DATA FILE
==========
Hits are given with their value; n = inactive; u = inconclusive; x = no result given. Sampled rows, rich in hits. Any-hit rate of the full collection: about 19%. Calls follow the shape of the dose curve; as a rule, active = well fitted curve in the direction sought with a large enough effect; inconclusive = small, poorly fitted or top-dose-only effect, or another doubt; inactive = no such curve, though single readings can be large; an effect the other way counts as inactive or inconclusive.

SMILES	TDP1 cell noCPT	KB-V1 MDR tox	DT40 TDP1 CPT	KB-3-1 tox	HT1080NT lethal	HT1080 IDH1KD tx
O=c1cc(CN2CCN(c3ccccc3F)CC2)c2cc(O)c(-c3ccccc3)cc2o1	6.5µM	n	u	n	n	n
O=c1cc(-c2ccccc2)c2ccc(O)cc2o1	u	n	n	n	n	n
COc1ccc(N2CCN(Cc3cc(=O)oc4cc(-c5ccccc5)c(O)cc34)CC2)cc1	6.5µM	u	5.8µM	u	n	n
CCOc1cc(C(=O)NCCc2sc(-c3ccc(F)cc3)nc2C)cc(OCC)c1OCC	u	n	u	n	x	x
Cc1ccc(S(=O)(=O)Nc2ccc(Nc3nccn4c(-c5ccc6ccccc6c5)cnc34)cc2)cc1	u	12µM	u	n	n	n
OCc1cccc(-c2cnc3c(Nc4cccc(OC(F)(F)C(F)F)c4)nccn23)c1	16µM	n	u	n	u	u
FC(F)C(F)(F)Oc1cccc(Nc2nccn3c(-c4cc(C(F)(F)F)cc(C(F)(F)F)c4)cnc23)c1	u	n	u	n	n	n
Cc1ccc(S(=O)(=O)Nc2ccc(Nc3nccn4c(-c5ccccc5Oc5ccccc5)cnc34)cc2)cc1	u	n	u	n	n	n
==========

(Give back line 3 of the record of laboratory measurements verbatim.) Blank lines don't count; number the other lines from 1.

O=c1cc(CN2CCN(c3ccccc3F)CC2)c2cc(O)c(-c3ccccc3)cc2o1	6.5µM	n	u	n	n	n